A copper's view of a typical Friday night – Part III

A copper's view of a typical Friday night – Part III

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(c) Flickr / Lee J Haywood
(c) Flickr / Lee J Haywood

It’s now 11:45pm and I have a decision to make.  Before my shift finishes at 7am tomorrow morning I have to complete all of the paperwork for the prosecution of my prisoner and get a copy of the CCTV from the camera control room.  He won’t be ready to charge until about 5:30 or 6 which means I have plenty of time to complete it but it is a Friday night and I can’t spend my whole night dealing with something as minor as a drunk and disorderly case so I am going to have to manage my time well as I would need exceptional circumstances to claim overtime for dealing with this.

We grab a quick cup of tea and head back into the town centre.  The pubs have just kicked out and along with the rest of my shift we try to keep an eye on the taxi queues, nightclub queues and everyone else just milling around trying to decide what to do.  We are lucky in that the town centre is covered by CCTV with operators who are really on the ball.  They call us in on any trouble brewing and usually just the sight of the uniform is enough to settle things down.

In some larger towns, the Council along with the pubs and clubs pay for “Taxi Marshalls” but we are not so lucky.  Taxi Marshalls are usually made up of private security staff (door staff) and Police Community Support Officers (PCSOs) and Police Officers who are working overtime.  These Marshalls keep an eye on taxi queues and the surrounding area in an attempt to prevent fights from occurring.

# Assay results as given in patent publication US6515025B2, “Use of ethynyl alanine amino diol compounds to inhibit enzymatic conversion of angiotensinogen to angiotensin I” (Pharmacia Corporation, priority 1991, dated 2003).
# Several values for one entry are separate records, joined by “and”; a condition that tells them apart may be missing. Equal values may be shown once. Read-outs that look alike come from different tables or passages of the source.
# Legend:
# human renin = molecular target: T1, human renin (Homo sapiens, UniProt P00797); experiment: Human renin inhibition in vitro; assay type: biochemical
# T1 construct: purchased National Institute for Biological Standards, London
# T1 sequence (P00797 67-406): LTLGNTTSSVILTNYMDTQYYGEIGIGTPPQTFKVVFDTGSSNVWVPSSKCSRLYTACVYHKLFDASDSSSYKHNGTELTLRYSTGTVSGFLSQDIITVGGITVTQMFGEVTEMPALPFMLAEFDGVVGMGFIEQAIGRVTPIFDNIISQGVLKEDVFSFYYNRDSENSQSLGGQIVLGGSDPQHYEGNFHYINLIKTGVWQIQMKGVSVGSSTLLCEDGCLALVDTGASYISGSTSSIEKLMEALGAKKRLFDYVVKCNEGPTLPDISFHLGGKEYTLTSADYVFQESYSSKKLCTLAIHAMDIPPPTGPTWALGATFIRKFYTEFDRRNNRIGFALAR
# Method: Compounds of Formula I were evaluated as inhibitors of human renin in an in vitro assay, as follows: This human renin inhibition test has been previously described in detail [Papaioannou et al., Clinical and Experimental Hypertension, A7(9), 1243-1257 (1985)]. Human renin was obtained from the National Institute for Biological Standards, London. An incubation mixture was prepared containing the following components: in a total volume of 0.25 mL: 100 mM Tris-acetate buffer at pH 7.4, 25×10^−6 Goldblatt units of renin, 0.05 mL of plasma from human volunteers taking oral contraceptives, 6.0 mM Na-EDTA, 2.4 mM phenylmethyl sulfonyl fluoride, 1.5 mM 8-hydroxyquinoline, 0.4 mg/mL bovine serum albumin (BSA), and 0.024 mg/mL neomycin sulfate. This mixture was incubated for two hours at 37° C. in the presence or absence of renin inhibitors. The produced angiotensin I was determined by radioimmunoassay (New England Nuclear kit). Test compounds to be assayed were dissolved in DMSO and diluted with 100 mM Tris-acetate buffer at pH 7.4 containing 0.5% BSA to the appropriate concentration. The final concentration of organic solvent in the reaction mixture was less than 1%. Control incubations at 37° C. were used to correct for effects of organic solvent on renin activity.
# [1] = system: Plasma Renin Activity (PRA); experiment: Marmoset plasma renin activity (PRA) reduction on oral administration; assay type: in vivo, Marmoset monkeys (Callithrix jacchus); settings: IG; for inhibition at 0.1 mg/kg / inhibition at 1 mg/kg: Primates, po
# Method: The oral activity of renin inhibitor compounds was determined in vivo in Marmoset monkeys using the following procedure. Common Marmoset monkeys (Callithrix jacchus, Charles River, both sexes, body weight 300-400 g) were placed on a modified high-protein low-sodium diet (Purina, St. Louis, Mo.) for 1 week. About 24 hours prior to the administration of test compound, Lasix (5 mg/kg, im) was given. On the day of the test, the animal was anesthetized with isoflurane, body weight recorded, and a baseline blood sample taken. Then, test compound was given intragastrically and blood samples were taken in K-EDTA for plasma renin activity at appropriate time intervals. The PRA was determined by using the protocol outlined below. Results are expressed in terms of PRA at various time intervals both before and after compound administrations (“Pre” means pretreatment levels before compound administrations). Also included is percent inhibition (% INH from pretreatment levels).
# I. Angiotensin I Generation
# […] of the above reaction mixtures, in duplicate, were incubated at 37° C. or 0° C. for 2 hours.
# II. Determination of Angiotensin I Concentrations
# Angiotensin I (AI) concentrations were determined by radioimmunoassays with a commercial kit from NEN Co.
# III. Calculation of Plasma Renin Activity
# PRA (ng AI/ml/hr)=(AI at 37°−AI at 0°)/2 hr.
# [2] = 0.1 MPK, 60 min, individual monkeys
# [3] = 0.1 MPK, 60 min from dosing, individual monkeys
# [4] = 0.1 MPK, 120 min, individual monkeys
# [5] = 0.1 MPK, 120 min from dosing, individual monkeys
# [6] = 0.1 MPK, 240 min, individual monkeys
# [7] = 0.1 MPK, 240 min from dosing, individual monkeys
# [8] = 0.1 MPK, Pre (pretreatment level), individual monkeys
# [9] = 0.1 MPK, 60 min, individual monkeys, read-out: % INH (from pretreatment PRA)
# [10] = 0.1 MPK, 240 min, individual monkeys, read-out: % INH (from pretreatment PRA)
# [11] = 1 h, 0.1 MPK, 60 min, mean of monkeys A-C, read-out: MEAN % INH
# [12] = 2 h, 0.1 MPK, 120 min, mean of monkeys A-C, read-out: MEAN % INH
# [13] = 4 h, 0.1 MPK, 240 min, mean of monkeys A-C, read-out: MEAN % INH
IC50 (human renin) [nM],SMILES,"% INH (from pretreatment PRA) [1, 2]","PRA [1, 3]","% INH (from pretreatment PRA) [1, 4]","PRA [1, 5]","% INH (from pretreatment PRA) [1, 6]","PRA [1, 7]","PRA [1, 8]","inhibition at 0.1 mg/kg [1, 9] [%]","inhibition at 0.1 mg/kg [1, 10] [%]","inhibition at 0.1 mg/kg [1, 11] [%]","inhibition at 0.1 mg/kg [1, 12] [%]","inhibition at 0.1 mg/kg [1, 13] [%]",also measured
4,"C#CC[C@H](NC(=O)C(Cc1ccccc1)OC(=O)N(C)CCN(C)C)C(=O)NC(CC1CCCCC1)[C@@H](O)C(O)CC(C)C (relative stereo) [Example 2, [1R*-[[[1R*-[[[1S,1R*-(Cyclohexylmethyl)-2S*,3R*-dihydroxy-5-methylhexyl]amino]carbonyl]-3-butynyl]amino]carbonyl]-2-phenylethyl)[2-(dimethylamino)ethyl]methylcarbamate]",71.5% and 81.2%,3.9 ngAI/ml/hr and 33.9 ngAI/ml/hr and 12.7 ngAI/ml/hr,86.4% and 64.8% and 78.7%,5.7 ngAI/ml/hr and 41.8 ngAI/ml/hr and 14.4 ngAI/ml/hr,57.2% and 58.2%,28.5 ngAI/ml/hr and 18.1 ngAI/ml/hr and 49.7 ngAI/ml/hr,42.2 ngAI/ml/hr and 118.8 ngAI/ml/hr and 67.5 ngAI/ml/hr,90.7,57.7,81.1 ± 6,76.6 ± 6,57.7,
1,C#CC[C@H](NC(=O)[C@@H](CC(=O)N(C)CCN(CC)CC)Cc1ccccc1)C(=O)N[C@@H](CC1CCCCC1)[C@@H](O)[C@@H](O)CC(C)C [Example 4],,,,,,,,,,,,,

For a Friday night, things are relatively quiet, there are a couple of arrests for possession of drugs and drunk and disorderly but not as many as usual for a Friday night.

Around 1:30am the call comes out for my shift to “take the cars over”.  As we don’t want to suddenly leave the Town Centre bereft of Officers, this is an act carried out with almost military precision.  The back shift Officers will drive into the town centre and hand over the cars to us while they gather in a van which will take them back to the Station.  For my shift it is a chance to finally warm up after hours patrolling and for the back shift it is a chance to get back and catch up on their paperwork.  It is important that this is done well before 2am when the next wave of revellers will strike.

Fortunately for me, there are no nightclubs with late licenses in the town so the last one closes at 2 and by 2:30 everyone has gone home.  After a quick bite to eat it is nearly 3am and time to start preparing the paperwork for my arrest.